King Arthur 2 Review
King Arthur 2 is deceptive. Despite its moniker as “The Roleplaying Wargame”, it is actually a blend of RTS-style combat and classic adventure – no, not point-and-click but real adventuring, with text and a few choices to be made as to what to do next.
However, King Arthur 2’s real meat is in the tale it tells – despite some ebbs and flows in all areas of the gameplay, this intriguing tale covers everything from the Roman army in Britain, to dark creatures and magic of high fantasy – all of which generally romps along while holding your interest.
The major gameplay here is definitely the RTS combat, and lining up your army on the battlefield you’d be forgiven for thinking you were playing Total War – the interface is similar, with all units clearly selectable from a menu, or a simple drag interface for making groups on the playing field.
Your generic units have a few layout and tactic choices, but it all comes down to a simple bit of rock-paper-scissors; veteran commanders will find it lacking the options of the bigger titles, but it’s certainly accessible to the rest of us.
Battles can become large-scale events that require quick thinking.
Most battles revolve around thinking a few steps ahead – for example, archers are good at range but weak up close, so it’s generally a good idea to pair them up with footsoldiers as bodyguards, then work on splitting your entire army into groups for your main assault.
Flanking tactics tend to work well, although strict attention to the terrain is useful too – arrows don’t fly so well into or out of trees, for example, and high ground becomes a tactical commodity.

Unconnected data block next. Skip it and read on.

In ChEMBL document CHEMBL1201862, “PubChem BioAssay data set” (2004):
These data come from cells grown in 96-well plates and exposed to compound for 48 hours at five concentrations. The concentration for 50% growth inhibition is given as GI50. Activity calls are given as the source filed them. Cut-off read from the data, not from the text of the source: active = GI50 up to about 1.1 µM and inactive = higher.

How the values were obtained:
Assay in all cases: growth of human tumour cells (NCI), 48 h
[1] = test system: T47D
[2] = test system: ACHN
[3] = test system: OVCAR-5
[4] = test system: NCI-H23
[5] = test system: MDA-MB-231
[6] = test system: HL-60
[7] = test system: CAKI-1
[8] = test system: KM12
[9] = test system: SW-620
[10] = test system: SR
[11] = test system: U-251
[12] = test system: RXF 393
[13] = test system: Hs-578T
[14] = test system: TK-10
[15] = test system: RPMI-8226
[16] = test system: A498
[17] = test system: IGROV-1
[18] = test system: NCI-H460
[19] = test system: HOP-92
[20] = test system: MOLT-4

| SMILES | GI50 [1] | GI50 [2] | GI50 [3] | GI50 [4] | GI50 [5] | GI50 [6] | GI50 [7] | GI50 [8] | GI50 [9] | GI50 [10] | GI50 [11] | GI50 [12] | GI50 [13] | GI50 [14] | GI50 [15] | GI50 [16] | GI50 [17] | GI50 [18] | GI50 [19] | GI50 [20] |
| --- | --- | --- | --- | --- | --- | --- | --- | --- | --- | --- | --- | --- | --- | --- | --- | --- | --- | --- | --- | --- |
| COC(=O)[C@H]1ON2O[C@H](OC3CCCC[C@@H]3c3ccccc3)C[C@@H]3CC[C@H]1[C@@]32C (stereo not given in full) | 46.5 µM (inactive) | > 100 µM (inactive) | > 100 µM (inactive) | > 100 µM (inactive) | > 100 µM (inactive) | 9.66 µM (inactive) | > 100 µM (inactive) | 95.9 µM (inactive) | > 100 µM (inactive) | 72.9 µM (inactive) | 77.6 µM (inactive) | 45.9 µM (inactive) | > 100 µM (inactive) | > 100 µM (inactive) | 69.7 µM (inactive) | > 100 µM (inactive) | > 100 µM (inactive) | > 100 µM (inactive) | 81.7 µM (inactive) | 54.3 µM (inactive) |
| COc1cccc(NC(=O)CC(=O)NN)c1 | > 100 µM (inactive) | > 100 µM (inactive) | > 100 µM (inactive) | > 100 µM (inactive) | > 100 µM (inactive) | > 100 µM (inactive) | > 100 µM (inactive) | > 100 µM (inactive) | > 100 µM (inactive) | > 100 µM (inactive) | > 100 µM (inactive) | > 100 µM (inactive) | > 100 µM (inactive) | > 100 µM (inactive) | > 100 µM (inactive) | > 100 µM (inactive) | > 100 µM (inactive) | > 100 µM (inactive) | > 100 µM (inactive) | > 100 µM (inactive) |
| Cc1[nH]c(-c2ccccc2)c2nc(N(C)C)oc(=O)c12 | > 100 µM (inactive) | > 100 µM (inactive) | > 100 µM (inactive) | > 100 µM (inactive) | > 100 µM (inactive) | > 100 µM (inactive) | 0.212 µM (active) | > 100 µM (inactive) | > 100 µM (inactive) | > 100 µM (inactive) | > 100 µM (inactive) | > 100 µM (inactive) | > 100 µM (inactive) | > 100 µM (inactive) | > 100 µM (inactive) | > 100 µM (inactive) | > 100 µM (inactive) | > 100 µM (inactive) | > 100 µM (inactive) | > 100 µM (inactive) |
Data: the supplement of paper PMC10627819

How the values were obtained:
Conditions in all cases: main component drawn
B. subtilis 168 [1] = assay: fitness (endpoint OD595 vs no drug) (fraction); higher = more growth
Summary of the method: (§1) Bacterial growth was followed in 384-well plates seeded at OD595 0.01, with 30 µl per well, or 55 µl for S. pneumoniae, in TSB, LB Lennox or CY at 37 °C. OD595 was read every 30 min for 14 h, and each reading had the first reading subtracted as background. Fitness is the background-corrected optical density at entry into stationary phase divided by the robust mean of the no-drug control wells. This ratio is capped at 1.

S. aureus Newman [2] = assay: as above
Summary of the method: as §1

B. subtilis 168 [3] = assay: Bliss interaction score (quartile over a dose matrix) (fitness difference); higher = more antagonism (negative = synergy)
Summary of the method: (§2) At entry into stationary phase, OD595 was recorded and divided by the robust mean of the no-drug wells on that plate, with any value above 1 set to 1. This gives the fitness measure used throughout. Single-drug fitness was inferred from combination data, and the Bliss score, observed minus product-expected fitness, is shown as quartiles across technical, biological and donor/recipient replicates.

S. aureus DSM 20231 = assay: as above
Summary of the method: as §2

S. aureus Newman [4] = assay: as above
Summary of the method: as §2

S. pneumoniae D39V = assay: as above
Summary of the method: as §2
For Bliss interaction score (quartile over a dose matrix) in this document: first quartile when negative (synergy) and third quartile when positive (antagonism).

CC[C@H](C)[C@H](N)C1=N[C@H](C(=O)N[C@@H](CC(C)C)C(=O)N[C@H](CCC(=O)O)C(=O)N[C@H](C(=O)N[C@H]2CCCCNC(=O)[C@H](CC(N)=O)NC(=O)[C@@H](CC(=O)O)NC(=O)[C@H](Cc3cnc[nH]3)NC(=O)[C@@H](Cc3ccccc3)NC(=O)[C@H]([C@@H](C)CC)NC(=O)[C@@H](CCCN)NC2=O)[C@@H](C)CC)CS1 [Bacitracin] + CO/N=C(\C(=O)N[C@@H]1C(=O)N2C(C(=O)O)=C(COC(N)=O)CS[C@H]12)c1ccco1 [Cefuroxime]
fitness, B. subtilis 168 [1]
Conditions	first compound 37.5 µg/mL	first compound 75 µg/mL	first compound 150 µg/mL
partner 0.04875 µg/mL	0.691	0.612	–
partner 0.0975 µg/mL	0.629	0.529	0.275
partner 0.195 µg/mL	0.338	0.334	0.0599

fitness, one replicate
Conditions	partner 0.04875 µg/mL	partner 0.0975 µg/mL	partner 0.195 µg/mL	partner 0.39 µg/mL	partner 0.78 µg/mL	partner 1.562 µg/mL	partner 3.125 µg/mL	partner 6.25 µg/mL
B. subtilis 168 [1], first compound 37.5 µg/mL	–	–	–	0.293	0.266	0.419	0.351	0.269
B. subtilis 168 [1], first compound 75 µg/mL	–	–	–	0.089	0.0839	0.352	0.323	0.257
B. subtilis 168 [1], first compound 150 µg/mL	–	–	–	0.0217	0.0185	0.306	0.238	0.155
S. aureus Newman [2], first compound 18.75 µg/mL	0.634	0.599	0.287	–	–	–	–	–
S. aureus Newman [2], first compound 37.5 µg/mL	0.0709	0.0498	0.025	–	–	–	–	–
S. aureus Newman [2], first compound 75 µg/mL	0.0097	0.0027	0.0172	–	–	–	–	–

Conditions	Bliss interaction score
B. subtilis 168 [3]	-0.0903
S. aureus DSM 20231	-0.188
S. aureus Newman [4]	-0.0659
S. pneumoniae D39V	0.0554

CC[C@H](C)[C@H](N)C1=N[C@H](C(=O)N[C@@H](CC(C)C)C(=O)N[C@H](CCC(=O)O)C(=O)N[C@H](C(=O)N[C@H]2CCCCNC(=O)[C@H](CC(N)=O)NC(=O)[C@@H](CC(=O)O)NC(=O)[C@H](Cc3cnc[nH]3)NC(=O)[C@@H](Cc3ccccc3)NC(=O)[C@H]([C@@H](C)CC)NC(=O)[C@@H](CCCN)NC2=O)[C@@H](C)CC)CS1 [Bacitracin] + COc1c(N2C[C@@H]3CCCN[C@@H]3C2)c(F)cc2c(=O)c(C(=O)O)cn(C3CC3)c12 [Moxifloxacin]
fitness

There’s also a nice magic layer to gameplay too, letting the hero cast spells for offensive and defensive purposes, although this can become overpowered at lower difficulty levels, turning tactics into simply running away and recharging power.
Magic can be enhanced by capturing and holding key locations on the map (often buildings) – serious consideration needs to be given to whether you lose a squad or two from the main fight to buff your magic defence, for example.
The fantasy setting gives rise to some beautifully-realised vistas.
The moments when it clicks are what make it all worthwhile – watching a carefully planned charge of horsemen smash into an enemy flank never gets old. The occasional boss battle is great fun too, although they usually descend into simply charging with all your troops and spamming the magic.
Between battles offers a seasonal turn-based affair, with some management and diplomacy bringing brief respite from the sword swinging.
Again, it’s simplified, but the non-combat text missions are surprisingly good – camp fantasy tales give you choices that have a real knock-on effect into other areas of gameplay, giving you extra resources or taking away an edge in a battle.
As a whole, however, your enjoyment comes down to your expectations – if you find titles such as Shogun 2 or Civilisation daunting, KA2 offers a nice alternative that gives a lighter feel to proceedings, but if you prefer the meaty aspect of these titles, King Arthur 2 may leave you wanting more. Despite this, however, there is some fun to be had here for everybody – in small doses, and by those who just don’t ask too much of it.